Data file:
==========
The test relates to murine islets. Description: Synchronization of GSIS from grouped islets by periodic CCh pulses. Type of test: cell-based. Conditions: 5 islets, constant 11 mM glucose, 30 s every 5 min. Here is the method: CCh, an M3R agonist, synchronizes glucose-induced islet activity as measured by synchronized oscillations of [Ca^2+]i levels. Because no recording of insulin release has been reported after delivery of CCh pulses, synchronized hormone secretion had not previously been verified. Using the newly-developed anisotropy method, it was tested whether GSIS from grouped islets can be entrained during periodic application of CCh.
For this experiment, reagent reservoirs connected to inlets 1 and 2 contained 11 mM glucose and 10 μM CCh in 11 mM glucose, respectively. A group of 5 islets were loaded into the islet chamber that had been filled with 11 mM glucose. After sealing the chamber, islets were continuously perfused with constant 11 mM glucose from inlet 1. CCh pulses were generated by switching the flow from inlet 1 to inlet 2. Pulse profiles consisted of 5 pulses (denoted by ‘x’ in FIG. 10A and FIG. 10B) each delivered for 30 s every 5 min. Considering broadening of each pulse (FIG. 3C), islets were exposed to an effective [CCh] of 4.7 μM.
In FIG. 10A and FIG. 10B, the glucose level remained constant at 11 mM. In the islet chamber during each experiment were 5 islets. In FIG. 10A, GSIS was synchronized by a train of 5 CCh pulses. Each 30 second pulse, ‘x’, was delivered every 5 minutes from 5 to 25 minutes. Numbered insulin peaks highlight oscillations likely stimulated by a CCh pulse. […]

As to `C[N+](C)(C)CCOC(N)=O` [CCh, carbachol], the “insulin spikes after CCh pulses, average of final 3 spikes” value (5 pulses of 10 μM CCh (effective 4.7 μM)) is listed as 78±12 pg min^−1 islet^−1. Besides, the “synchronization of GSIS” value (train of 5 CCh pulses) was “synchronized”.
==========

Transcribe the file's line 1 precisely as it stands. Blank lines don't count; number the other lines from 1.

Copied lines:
The test relates to murine islets. Description: Synchronization of GSIS from grouped islets by periodic CCh pulses. Type of test: cell-based. Conditions: 5 islets, constant 11 mM glucose, 30 s every 5 min. Here is the method: CCh, an M3R agonist, synchronizes glucose-induced islet activity as measured by synchronized oscillations of [Ca^2+]i levels. Because no recording of insulin release has been reported after delivery of CCh pulses, synchronized hormone secretion had not previously been verified. Using the newly-developed anisotropy method, it was tested whether GSIS from grouped islets can be entrained during periodic application of CCh.